Silver sixties on disc, the winners
By Pat Murphy
The music industry historically awarded Gold Discs for sales of a million or more, but the overwhelming bulk of the discs were for performance in the American market.
Relatively speaking, Britain was too small to compete in that league. Indeed, throughout the 1950s, it’s estimated that only three records – Rock Around The Clock, Diana, and Mary’s Boy Child – surpassed the British million mark.
Then in 1959, Gerald Marks, editor of the music paper Disc, had a bright idea: Why not create a British equivalent, scaled to recognize differences in population and market size.
And so, the British Silver Disc was born, to be awarded to all records that sold 250,000 or more in the UK.
The first winner, announced in early May 1959, was Russ Conway’s Side Saddle. Two weeks later, awards went to Elvis Presley (I Need Your Love Tonight) and Buddy Holly (It Doesn’t Matter Anymore). By summer’s end, Marty Wilde, Bobby Darin and Cliff Richard had joined the silver club.
Cliff, in fact, quickly became the king of the silver discs. By the end of 1963, his cumulative total stood at 17, four ahead of Elvis who was at 13. Cliff’s pace subsequently slackened, but it wasn’t until 1969 that The Beatles finally caught and then passed him.
But more about that in a moment.
With the exception of Gee Whiz It’s You – anomalous by virtue of being an import not intended for British release –
every Cliff single from Living Doll to Don’t Talk to Him passed the 250,000 threshold. It was a sustained consistency that left his contemporary British rivals far behind.
As for Elvis, his impressive early streak had a couple of interesting twists. Although he already had three silver discs under his belt by the end of 1960, Decca – the company that distributed Elvis in Britain – opted to get a tad superior.
He was, they said, above all this nonsense and didn’t need the publicity, so they wouldn’t be claiming any more such awards on his behalf. However, they relented within 12 months, doing a mass catch-up at the end of 1961. In effect, this meant that the intervening five – previously unclaimed – singles were thus duly credited to his account.
The other twist came in February 1962 when G I Blues had the distinction of being the first album recognised for sales in excess of 250,000 in Britain, thus earning a silver disc. It was also the only award that Disc formally made for an album, although the Beatles would certainly have qualified on a number of occasions.
The Beatles did prosper in the silver disc arena. Beginning with Please Please Me in early 1963, they embarked on an unbroken streak of 19 consecutive silver singles. In addition, six EPs hit the 250,000 mark.
Accordingly, they caught up with Cliff’s cumulative total in May 1969 and duly passed him a couple of months later. However, if Disc hadn’t stopped formally recognising albums after G I Blues, this transfer of the crown would’ve transpired two or three years earlier.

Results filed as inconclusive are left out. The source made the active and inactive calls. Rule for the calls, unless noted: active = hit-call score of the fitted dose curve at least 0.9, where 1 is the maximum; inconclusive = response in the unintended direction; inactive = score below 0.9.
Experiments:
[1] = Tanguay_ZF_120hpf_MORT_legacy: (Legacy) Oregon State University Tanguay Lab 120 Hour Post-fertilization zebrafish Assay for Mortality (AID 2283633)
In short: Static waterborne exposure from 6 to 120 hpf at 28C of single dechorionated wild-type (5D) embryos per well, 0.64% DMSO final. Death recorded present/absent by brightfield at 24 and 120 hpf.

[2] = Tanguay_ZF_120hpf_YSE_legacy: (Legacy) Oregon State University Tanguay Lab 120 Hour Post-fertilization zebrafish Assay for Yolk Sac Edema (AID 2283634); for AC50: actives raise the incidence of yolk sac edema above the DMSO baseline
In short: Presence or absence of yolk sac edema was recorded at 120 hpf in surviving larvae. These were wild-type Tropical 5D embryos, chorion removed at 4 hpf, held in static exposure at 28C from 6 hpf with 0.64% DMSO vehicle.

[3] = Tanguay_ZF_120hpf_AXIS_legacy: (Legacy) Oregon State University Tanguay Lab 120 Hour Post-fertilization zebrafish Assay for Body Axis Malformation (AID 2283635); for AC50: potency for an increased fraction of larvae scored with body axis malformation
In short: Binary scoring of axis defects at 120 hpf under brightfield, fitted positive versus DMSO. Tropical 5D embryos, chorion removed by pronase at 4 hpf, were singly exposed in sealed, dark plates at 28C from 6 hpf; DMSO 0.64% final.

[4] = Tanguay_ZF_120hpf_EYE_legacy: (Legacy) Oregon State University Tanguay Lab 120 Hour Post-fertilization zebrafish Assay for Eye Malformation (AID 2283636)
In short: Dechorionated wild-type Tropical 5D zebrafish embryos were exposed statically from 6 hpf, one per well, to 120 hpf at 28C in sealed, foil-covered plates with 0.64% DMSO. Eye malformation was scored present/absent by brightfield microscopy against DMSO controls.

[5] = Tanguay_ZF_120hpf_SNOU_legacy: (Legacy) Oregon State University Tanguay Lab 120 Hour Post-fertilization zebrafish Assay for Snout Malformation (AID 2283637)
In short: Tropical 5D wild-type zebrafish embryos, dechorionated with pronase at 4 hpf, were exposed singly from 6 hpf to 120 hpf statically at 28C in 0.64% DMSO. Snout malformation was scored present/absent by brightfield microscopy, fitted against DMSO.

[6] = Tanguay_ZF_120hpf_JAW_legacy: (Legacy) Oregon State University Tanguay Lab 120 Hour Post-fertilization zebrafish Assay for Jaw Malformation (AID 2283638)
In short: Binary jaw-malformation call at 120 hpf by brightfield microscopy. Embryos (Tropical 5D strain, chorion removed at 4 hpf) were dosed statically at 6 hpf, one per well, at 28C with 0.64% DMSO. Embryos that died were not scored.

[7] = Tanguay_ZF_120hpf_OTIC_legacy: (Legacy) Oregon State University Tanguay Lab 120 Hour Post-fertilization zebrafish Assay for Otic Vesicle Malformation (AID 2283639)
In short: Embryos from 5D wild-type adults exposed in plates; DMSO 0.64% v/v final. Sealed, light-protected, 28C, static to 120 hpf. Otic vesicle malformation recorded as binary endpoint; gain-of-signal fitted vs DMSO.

Then there was the matter of the slow burners. While most silver disc winners attained relatively high chart positions and passed the 250,000 mark within a few months of release, others travelled by a more gradual route.
Take, for instance, Tony Bennett’s I Left My Heart in San Francisco. First released in 1962, it didn’t appear in the charts until May 1965, even then only enjoying modest apparent success. However, in the true spirit of the tortoise eventually getting to its destination, it crossed the silver threshold in May 1967.
Wink Martindale’s Deck of Cards was another slow grower. Slipping under the radar after a few unobtrusive weeks in early 1960, it returned with a vengeance in April 1963. This time it made it into the Top Five, spent 21 weeks in the chart, and passed 250,000 in the process.
The silver disc statistics also provide a window into the impact of the beat group boom, in terms of both overall sales and the split between British and American acts.
In 1962 – the year immediately before the boom – a total of 35 silver discs were awarded. Of these, 60% went to British records. Two years later, the number of awards had rocketed to 57, a full 75% of which were won by British acts.
That’s not all that jumps out at you from a perusal of the honour roll. There’s the matter of hot streaks that suddenly end.
For example, Frank Ifield scored no fewer than five silver awards between July 1962 and August 1963. But if you’d said he was too hot not to cool down, you’d have been spot on. After I’m Confessin’, the Ifield glory days were over.
Similarly, The Searchers racked-up five between August 1963 and December 1964, but then things went rapidly off the rails. There was to be just one more Top 10 entry and no more silver discs.
Indeed, in the decade and a bit from May 1959 through the end of the 1960s, only four acts managed to register in double digits. You Had The Beatles (25), Cliff (24), Elvis (15), and the Rolling Stones (11).
To give Elvis his full due, had the silver disc been inaugurated in, say, 1956 rather than 1959, he’d have surely notched up another half-dozen or so.
All in all, it’s a pretty select group. Perhaps it really is lonely at the very top.
A native of Ireland, Pat Murphy now lives in Toronto, Canada.